Home Pastors The Golden Rule Pastors Should Practice

The Golden Rule Pastors Should Practice

golden rule

The simplest of scriptures can be the hardest to live out.

Take Luke 6:31 for example.

We heard it in Sunday School. Our parents beat it into our heads. We were even taught it in public school.

The “Golden Rule.”

“Do unto others as you would have them do unto you.”

Can we be honest?

There seems to be a breakdown in the golden rule in our culture. And, honestly, there seems to be a breakdown of the golden rule among many church leaders.

Churches, at their best, can be exactly what Christ made them to be. At worst, they can be unhealthy, manipulative, and degrading.

(Just look at some of the recent headlines of church abuse and leadership failure).

I don’t want to be over-simplistic.  But consider this: most unhealthy church scenarios can be healed (or at least made better), even in the short-term, if those in charge followed Luke 6:31.

It’s hard for abusive and sinful behavior to run rampant when Luke 6:31 is in play.

We expect everyone else to invoke Luke 6:31 in their relationships with us. But if we’re not careful, we can easily forget our end of the bargain with them.

As pastors and church leaders, let’s get back to the basics.

Here’s a quick outline of what this might look like for you as a pastor or a church leader this week.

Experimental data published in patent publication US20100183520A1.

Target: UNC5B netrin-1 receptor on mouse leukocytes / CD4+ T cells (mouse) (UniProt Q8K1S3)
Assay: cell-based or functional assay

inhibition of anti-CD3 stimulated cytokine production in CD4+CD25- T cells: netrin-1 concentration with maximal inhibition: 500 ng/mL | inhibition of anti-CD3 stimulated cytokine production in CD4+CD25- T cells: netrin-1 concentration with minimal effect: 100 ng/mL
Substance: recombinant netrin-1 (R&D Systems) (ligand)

It all starts at home.

Treat your spouse like you would want to be treated. Take out the trash without being asked. Do something nice and unexpected. Love unconditionally.

Treat your kids like you would want to be treated. This may mean holding your tongue at times. (HINT: This most probably means holding your tongue at times.)

It continues at the workplace.

Treat your staff the way you would want to be treated. Be fair. Communicate often. Give honest feedback. Be generous. Show concern.

Treat your board the way you would want to be treated. Work with them rather than against them. Give them the whole story without hold back crucial details. Pray for them. Be proactive rather than reactive.

Treat your members the way you would want to be treated. Pastor them. Connect with them one-on-one, not just from the platform. Make the tough phone call. Love them.

Previous articleThe Call to Mutual Discipleship
Next articleThis Is Why You Don’t Put New Wine in an Old Wineskin
Brian Dodd is a church stewardship & leadership consultant. See www.briandoddonleadership.com for additional insights.